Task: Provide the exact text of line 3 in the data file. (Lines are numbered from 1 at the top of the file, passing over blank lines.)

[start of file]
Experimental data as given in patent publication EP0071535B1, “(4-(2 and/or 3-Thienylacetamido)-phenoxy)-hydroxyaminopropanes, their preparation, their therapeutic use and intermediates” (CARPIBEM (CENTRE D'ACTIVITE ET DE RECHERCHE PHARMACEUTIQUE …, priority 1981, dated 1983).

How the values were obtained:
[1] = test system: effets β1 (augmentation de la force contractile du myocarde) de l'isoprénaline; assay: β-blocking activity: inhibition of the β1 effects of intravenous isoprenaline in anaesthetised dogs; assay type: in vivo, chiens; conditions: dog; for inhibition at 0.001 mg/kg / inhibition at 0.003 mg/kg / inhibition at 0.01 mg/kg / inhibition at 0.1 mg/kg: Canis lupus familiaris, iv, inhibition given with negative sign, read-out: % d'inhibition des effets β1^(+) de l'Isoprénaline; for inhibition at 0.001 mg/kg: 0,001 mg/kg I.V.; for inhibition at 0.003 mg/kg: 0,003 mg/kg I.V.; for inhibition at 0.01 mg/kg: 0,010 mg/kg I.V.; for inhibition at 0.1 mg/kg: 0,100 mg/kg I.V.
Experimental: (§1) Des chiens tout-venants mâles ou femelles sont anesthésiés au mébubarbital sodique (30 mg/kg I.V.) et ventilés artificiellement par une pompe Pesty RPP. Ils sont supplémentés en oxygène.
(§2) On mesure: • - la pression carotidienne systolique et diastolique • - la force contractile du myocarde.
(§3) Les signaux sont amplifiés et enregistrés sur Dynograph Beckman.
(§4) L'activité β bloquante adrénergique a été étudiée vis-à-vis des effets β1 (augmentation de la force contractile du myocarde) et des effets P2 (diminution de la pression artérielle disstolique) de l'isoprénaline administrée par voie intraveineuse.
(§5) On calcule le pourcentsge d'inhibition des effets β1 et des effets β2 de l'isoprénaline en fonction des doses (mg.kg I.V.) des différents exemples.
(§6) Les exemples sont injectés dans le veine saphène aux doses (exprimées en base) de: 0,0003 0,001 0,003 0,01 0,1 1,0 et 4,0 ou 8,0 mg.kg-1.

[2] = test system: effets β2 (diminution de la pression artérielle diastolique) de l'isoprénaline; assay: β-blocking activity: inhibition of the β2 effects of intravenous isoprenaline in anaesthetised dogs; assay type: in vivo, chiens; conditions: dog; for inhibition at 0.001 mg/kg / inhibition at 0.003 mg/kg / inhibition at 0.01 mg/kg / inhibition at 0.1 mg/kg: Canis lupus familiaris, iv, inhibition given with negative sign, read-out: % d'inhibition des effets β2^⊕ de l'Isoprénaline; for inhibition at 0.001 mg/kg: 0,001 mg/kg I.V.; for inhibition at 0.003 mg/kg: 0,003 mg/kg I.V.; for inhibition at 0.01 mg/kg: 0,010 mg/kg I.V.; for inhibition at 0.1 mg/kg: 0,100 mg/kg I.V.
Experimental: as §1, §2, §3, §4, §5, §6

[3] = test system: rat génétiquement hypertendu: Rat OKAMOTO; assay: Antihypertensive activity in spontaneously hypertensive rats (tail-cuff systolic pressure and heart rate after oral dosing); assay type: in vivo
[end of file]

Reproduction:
[1] = test system: effets β1 (augmentation de la force contractile du myocarde) de l'isoprénaline; assay: β-blocking activity: inhibition of the β1 effects of intravenous isoprenaline in anaesthetised dogs; assay type: in vivo, chiens; conditions: dog; for inhibition at 0.001 mg/kg / inhibition at 0.003 mg/kg / inhibition at 0.01 mg/kg / inhibition at 0.1 mg/kg: Canis lupus familiaris, iv, inhibition given with negative sign, read-out: % d'inhibition des effets β1^(+) de l'Isoprénaline; for inhibition at 0.001 mg/kg: 0,001 mg/kg I.V.; for inhibition at 0.003 mg/kg: 0,003 mg/kg I.V.; for inhibition at 0.01 mg/kg: 0,010 mg/kg I.V.; for inhibition at 0.1 mg/kg: 0,100 mg/kg I.V.